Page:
Written By: Kelly Attebury
My earliest years were spent on a cotton farm around Lubbock, Texas. When I was young the family moved to southwestern Arkansas, where we raised hogs, cattle, and chickens. It was a great place to grow up. Whether we were hunting or riding dirt bikes, hauling hay or working cattle, my friends and I always had fun. After high school I worked as a welder at a local manufacturing plant, then in a sheet metal shop. It was hard work, but I learned a lot. Then I went back to the family farm while dad drove a truck coast to coast a few years.
Next, lured by high cotton prices, the family moved back to a farm north of Lubbock and raised cotton and sorghum. There I married and started a family. Those early years on the farm were good. Unfortunately, a combination of low prices, dry years, and dwindling irrigation, meant the later years were lean. After ten years we left the farm and I sold residential real estate in Lubbock for a couple years. The old analogy, “from the frying pan into the fire” comes to mind. Interest rates were around 20% at the time, and we almost starved.
As a last resort, I entered Texas Tech University. Being a third-generation farmer and experienced in both crops and livestock, I thought I understood agriculture. Regardless, after experiencing some tough times on the farm, we wanted more security for our young family. My wife encouraged me to study something I enjoyed, and she said the opportunities would come. She was right again.
Physical geography and geomorphology were the subjects that interested me the most. A young geography professor studying eolian processes introduced me to a soils professor he was collaborating with. After finishing a bachelor’s degree, I started graduate school to study soils under Dr. B.L. Allen. I discovered a whole new world I never knew existed. What I had always taken for granted and thought was just dirt, became fascinating. I learned what it really was, how it was formed, and that it was alive!
After graduation I went to work for the USDA Natural Resources Conservation Service in a Soil Survey field office. It was the most fun I’d ever had at a paying job! I met knowledgeable, experienced people who shared my interests. From some I learned what to do, from others I learned what not to do, but I learned something from everyone I worked with. The more I traveled and saw, the more I wanted to see. My field work took me to amazing places and from deserts to swamps.
My time working in the field is where I really learned the science of soils. What I learned in college gave me a foundation, but true understanding came from seeing those things out in the world. It was sometimes challenging as we learned to use new tools that were being adopted. We moved from using old stereoscopes and drawing on paper maps to digitizing lines on a computer screen. Now, digital soil mapping software, lidar imagery, and a multitude of data sources have completely transformed the job. And whoever thought anyone would be mapping subaqueous soils? Thankfully, some things haven’t changed. Shovels and hand augers still work the same as always.
For the last 15 years I’ve worked as a Resource Soil Scientist in a zone office covering one-fifth of the state. The Texas Panhandle, Southern High Plains and parts of the Rolling Plains are my work area. In that time, I’ve worked with farmers, ranchers, public and private industries, researchers, and in public schools. I believe I have the best job in the world. There are always new challenges that keep it interesting. A good friend expressed it this way; with NRCS, soil survey is involved in “production” and resource soil scientists are involved in “sales”. I’ve had the privilege of working in both areas.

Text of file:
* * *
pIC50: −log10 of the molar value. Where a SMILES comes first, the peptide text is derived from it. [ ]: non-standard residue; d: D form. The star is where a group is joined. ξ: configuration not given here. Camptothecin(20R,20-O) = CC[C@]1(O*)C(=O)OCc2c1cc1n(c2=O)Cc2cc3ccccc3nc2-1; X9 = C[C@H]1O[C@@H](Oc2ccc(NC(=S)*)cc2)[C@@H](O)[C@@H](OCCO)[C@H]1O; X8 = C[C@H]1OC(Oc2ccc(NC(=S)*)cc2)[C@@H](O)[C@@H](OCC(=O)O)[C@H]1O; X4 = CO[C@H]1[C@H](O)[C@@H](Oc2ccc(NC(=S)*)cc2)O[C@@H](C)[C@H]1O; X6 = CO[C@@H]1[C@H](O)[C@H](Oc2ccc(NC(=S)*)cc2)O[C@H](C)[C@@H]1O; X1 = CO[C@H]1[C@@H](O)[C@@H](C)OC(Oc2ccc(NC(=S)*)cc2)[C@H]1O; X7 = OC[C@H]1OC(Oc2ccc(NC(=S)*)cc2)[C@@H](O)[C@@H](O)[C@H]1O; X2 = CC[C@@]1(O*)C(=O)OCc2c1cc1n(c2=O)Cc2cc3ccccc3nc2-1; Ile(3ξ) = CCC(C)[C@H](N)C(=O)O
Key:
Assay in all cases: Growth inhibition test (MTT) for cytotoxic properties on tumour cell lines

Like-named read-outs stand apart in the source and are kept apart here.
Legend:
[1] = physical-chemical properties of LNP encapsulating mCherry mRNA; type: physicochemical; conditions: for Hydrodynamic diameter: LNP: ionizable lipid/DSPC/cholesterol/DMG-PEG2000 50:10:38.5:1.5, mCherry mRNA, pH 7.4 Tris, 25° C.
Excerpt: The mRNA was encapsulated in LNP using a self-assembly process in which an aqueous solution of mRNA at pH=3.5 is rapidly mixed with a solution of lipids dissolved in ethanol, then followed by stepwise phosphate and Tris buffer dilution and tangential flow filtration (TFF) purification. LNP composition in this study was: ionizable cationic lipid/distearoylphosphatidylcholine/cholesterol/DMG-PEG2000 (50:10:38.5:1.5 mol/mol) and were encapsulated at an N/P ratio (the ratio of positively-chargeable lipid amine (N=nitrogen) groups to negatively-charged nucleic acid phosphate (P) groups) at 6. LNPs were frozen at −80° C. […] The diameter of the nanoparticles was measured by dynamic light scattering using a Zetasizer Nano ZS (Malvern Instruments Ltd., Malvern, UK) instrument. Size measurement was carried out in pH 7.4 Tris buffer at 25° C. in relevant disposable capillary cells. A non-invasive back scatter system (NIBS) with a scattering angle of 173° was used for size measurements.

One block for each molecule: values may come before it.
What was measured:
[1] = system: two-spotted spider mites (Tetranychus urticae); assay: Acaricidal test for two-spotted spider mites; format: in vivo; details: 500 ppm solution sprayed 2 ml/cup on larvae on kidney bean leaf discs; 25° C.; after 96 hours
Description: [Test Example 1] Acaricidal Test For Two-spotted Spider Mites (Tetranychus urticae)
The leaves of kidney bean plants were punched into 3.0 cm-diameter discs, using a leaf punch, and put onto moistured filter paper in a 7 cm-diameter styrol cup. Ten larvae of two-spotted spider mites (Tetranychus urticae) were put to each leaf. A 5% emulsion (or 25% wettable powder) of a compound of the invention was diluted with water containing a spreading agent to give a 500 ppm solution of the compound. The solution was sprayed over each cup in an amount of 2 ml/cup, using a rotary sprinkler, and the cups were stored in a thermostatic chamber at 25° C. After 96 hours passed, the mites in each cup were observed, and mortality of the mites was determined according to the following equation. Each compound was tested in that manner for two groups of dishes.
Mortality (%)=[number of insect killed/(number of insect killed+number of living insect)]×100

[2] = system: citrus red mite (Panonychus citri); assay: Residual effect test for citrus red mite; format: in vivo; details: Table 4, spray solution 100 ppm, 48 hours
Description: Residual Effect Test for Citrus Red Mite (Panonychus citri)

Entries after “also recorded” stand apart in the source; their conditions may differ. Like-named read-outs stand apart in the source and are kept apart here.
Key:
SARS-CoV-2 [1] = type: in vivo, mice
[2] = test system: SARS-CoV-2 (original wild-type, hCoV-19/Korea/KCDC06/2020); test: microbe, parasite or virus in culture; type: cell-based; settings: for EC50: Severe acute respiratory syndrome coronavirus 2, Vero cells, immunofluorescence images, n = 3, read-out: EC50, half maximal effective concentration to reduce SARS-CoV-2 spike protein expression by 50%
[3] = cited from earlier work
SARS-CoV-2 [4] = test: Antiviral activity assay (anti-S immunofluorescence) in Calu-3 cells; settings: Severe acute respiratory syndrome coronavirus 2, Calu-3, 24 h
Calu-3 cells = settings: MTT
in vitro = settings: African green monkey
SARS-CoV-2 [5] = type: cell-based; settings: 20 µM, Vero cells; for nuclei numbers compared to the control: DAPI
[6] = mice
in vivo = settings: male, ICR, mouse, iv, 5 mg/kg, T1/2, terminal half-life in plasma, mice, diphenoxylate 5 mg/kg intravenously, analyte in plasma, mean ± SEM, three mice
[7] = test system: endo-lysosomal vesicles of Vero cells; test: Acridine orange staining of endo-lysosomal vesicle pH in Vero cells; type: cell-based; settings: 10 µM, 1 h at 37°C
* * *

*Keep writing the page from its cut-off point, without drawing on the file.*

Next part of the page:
One of the most enjoyable aspects of my job is working with the other discipline specialists. Our staff consists of an agronomist, wildlife biologist, rangeland specialist, and engineers. There is no doubt I’ve learned more from them than they ever learned from me. Whatever the issue, working as a team brings different strengths and experience to find practical solutions. They have expanded my view and helped me see a more complete picture of the world and better understand how all things in nature are truly connected.
Through the years I’ve crossed paths with many impressive people, but there are two who influenced me most in school and my early career. Professor B.L. Allen introduced me to the world of soil science. He was my teacher and mentor in college and a colleague afterward. Dr. Allen had been working on the Southern High Plains for many years when I began mapping soils. His friendship was valued, and his experience and insight were invaluable in my learning about soils in general and particularly this part of the state.
At NRCS, Mike Risinger was my first Soil Correlator, now called Soil Data Quality Specialists. He encouraged me as a field mapper and project leader. We worked together on mapping details, field reviews, and samplings. Mike was a very practical person and a joy to be around. He taught me to trust my instincts and how to methodically approach a project, and how important it is to document everything. Oh, and don’t take yourself too seriously.
I was incredibly blessed to discover soil science all those years ago. There can’t be another field that crosses so many boundaries and, directly or indirectly, affects everyone of us. If you live in this world you are connected to the soil. We build our houses on it, we grow our food, feed, and fiber in it, and some day we return to it. Soil truly is the foundation of life. My only regret is that I didn’t find it sooner.